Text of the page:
May 9, 2017 the Indiana Supreme Court made a ruling in the case of Thomas Pinner v. State of Indiana under case number 49S02-1611-CR-610, holding that the sole fact a person has a gun is not a sufficient reason for the person to be stopped and searched.
In February 2015, a taxi driver called the police after a man and a woman got out of his cab because when they exited, the man dropped a handgun which caused the cab driver to fear that he was going to be robbed. The cab driver described the couple as “a black male wearing a blue jacket with a black female with blonde hair.” When police arrived on the scene when the couple got out of the cab, they driver was no longer there so the police called him and learned that he wasn’t sure if the gun had fallen on the ground or if, in fact, it was still in his cab. The driver never told the police that the man had threatened him with the gun. The officers observed a man matching the description sitting on a bench which backed up to a wall; therefore, the man had it back against the wall. Two officers approached him, standing on each side if the man. This man was Thomas Pinner. The officers informed Pinner of the reason they were there and then asked him if he had a gun on him. According to police, once they asked Pinner about a gun he “paused for a few seconds during which he was kind of a little rocking back and forth wringing his hands.” Officers stated that he was hesitant to answer and then stated that he didn’t have a gun on him. After that one of the officers told Pinner to “stand up and keep his hands up.” Pinner did was the officers instructed him to do and when he stood up the butt of a gun was visible in Pinner’s front pocket. Pinner was then detained for further investigation which revealed that not only was he unlicensed to carry a gun but that he also had a prior felony conviction which meant that he was now facing a level 5 felony for carrying a handgun without a license with a prior felony.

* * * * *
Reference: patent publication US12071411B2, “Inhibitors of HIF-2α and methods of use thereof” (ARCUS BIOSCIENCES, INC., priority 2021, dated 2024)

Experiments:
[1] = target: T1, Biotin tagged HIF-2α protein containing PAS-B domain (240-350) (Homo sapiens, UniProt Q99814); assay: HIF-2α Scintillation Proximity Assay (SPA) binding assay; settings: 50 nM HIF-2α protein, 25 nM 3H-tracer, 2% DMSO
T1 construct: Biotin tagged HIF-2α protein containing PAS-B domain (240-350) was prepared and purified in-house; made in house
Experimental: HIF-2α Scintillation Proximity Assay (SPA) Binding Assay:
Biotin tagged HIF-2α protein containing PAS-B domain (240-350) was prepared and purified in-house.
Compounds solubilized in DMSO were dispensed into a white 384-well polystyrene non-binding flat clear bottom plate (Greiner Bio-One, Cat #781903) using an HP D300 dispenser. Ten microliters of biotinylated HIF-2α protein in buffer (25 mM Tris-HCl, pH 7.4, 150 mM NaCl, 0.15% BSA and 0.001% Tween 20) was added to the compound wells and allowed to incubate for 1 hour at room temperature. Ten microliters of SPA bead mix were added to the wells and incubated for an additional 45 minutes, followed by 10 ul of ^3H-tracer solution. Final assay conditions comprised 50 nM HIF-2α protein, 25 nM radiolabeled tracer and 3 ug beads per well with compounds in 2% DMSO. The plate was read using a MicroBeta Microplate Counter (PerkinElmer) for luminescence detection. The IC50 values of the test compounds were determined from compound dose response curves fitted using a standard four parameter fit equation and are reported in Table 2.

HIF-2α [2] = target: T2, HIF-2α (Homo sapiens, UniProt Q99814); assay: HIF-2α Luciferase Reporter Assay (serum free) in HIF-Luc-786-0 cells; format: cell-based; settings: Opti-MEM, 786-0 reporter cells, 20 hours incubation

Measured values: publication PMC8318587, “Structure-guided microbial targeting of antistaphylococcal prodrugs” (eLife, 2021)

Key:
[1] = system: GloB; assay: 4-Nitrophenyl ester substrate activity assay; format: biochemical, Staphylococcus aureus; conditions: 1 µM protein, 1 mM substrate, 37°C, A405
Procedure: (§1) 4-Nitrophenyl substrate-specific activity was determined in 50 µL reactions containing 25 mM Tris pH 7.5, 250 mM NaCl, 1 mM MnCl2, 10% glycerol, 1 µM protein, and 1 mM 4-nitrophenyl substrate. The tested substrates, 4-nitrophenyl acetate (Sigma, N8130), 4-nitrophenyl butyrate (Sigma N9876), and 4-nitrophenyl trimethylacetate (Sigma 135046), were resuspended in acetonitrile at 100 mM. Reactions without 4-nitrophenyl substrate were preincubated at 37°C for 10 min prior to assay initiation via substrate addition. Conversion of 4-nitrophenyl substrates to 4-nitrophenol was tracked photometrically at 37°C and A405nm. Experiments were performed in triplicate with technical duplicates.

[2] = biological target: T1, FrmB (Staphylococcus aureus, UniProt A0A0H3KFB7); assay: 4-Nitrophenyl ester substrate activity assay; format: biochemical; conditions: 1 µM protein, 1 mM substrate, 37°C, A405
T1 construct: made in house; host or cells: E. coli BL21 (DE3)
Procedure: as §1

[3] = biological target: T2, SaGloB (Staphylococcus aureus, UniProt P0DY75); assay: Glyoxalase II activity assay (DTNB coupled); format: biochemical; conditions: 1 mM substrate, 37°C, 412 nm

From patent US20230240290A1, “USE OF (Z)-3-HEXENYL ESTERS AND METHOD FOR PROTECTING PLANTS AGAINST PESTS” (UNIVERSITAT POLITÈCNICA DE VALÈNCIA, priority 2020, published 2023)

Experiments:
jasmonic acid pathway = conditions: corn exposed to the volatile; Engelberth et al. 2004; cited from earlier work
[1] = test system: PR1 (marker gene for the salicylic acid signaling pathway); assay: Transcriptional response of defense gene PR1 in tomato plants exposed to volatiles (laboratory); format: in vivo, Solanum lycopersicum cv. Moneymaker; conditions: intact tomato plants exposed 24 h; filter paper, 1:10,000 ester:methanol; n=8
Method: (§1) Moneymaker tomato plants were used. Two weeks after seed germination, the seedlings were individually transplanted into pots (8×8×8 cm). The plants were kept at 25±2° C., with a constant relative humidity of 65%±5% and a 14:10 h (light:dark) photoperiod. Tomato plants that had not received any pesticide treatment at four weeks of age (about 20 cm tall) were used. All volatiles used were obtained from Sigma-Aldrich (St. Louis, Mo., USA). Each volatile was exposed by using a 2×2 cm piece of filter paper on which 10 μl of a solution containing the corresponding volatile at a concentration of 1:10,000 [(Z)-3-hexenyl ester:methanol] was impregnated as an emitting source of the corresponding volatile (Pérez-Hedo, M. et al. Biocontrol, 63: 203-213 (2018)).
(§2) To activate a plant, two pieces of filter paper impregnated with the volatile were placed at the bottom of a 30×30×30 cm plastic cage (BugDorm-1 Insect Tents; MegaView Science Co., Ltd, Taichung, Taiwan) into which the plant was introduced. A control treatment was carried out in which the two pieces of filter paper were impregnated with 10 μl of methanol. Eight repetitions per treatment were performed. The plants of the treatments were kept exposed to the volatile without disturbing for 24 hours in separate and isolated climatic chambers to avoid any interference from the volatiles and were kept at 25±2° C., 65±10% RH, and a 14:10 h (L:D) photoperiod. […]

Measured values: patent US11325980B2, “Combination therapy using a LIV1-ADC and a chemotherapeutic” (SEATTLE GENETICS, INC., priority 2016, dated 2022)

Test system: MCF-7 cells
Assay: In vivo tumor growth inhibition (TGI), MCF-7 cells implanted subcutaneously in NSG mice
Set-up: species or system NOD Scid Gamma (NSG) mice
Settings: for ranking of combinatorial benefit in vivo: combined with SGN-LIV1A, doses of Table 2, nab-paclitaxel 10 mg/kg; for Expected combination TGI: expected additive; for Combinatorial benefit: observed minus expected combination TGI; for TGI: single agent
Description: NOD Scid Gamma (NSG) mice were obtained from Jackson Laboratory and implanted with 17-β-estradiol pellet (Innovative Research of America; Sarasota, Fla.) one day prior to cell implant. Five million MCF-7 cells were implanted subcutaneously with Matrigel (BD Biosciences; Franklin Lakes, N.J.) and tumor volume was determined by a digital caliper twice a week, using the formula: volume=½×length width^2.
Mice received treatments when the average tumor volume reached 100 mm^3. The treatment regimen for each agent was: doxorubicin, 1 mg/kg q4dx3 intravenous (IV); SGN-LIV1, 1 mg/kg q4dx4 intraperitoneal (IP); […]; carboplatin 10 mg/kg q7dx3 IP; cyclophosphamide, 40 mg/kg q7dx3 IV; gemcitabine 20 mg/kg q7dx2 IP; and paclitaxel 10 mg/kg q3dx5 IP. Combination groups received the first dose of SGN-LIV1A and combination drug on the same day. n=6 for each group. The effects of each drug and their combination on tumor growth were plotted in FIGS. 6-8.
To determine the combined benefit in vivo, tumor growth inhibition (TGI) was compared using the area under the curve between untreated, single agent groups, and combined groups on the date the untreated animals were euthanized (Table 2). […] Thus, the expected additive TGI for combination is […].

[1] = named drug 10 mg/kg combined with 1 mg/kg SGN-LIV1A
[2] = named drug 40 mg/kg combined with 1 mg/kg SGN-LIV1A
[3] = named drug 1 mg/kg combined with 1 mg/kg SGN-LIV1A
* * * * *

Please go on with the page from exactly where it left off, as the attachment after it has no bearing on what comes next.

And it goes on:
This case proceeded to trial at which Pinner filed a motion to suppress asserting that the search and seizure was unconstitutional. The trial court denied his motion finding that “the knowledge and facts known to this officer at the time of the stop was sufficiently particularized and objective to infer possible criminal activity or that criminal activity ‘may be afoot’.” However, the Court of Appeals reversed the decision of the trial court finding “no reasonable suspicion justified the investigatory stop.” The State of Indiana then requested to transfer the case the Supreme Court which was, of course, granted.
At the time the officers came into contact with Pinner they had the following information: a black man wearing a blue jacket was with a black female and that when he got out of a cab, he dropped a gun. Accordingly, the main question was “whether the mere allegation that Pinner possessed a handgun – without more—is sufficient to establish that Pinner ‘was, or was about to be, engaged in criminal activity’.” The Supreme Court found that the information provided by the cab driver did not assert any illegality, rather it just provided information in order to identify a particular individual who was in possession of handgun. And further, simply being in possession of a handgun is not per se illegal. Therefore, the search was improper and unconstitutional. In so finding, the Supreme Court established a rule that mere possession of a handgun is not grounds for the police to conduct to search. There has to be some other illegal activity afoot other than possession of the firearm alone.
If you or somebody you know has been charged with a crime relating to possessing a firearm, how the police came to learn about and/or find the firearm is critical. Therefore, be sure to contact the experienced criminal defense attorneys at Banks & Brower, LLC. We offer free consultations and are available any time at either email@example.com or (317) 870-0019.